- People instinctively evaluate the value of whatever you offer. Value is not a fixed number. It is more than just price. Value is relative to what you're selling, what others charge, what the prospect is used to paying, how badly the prospect wants it, and how the prospect perceives the difference between your offer and others. The idea is that you must show a value that seems to be equal to or greater than the asking price. The greater the value relative to the price, the more likely people will respond to your offer.
- People think in terms of people. The human brain is not a computer, calculator, or information processor. Scientists have shown that its primary function is to help people deal with social interactions. Remember back in high school how some mathematical questions were stated as real-life situations? They were always easier to understand and solve than abstract problems. Most people don't think in terms of abstract ideas, but in terms of people. Your marketing messages, therefore, should feature people rather than concepts: names, personal pronouns, quotes, testimonials, stories, photos of people, etc.
- People want to avoid risk. People pursue gain, but the urge to avoid loss is more powerful because it works on a more basic level. This DOES NOT mean that every appeal should be based on fear. It means that you must keep in mind this undercurrent of fear in every transaction. Remember, in direct marketing, people usually can't see you or the thing you're promoting before they part with their money. There is a level of distrust and suspicion you must overcome. You must lower feelings of risk by answering silent questions: "Does this really work? What if it doesn't? Can I return it if I want to? Will a salesman call and pressure me into a purchase? Do others trust you? Why should I deal with you rather than someone else?"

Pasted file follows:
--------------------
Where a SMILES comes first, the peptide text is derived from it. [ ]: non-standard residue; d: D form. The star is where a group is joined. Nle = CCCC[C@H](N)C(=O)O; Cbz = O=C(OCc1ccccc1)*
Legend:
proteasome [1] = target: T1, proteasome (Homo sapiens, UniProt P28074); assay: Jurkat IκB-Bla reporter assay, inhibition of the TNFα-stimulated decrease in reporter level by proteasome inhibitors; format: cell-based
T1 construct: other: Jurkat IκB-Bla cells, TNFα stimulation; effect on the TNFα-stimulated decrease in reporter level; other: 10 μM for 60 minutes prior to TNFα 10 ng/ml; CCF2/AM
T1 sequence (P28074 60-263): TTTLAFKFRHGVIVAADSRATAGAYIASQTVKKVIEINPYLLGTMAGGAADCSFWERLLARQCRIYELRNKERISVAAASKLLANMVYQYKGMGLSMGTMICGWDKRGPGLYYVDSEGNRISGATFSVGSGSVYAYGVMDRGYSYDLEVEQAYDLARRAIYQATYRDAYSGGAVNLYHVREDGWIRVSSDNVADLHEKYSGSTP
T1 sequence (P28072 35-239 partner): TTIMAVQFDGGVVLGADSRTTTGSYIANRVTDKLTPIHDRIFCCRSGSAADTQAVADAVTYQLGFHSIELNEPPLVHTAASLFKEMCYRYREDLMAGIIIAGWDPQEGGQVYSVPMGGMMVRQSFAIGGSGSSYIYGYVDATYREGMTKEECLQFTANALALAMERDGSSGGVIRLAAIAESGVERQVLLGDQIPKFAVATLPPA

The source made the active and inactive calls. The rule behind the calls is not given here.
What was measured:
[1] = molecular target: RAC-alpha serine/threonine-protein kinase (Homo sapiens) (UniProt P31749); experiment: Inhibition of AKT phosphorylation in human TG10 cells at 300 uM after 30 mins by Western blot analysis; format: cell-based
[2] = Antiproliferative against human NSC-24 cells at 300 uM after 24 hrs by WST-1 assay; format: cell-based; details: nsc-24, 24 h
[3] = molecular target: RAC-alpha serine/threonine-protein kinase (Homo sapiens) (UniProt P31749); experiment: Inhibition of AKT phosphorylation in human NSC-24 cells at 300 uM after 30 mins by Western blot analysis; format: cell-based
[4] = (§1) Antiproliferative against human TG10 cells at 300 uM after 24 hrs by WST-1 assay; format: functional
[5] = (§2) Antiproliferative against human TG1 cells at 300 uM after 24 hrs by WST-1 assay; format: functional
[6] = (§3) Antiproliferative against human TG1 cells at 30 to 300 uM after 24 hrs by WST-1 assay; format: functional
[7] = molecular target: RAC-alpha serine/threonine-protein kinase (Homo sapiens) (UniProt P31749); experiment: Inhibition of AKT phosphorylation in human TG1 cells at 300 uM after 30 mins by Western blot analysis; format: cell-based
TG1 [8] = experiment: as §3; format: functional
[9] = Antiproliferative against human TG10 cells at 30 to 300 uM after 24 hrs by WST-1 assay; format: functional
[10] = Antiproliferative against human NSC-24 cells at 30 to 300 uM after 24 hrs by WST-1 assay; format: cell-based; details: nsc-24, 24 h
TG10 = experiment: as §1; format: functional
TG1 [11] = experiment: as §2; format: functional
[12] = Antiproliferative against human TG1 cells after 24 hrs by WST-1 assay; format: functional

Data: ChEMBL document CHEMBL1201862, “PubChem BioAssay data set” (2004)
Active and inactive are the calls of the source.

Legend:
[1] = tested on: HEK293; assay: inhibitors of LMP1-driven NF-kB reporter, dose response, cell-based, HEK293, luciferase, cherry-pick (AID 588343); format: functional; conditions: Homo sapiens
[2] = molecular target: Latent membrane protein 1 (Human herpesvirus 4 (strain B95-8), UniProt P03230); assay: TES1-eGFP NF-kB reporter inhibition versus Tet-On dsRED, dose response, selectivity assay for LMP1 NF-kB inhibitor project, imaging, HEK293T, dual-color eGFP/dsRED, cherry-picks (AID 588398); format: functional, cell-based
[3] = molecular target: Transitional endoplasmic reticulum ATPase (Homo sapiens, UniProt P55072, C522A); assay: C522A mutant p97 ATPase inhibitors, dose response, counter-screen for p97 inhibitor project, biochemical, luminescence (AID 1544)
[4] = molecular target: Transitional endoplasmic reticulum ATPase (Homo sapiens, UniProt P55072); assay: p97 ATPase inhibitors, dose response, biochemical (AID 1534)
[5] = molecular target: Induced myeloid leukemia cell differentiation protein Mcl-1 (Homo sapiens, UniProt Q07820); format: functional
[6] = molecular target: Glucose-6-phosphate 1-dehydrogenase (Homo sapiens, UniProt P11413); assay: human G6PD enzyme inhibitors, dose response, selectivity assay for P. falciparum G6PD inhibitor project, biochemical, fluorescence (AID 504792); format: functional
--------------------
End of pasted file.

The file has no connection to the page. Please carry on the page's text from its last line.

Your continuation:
- People don't understand your business. How your business works or how direct marketing works is a bit of a mystery to people. They don't understand lists, or psychographics, or price testing, or any of the other details you and I deal with on a daily basis. And they don't really want to know, either. However, you should help them visualize the transaction process. Walk them through it clearly and directly. "Here's what you do. Here's what we'll do. Here's what will happen step-by-step."
- You can't predict behavior; you must test it. Even those of us who study the psychology of persuasion and selling can never predict with any certainty how people will act in a real-world transaction. It's too complex. You can formulate hypotheses about why people do what they do. You can ask people what they think and like. But in the end, the results of your tests are the only data you can rely on. Testing is everything.
- You can't force people to do anything. When people buy, inquire, or donate, it's not because you wield some magical power over them. You can urge. You can push. You can entice. But ultimately, people do what they want to do. This means your job is to show how what you're offering meets your prospect's needs.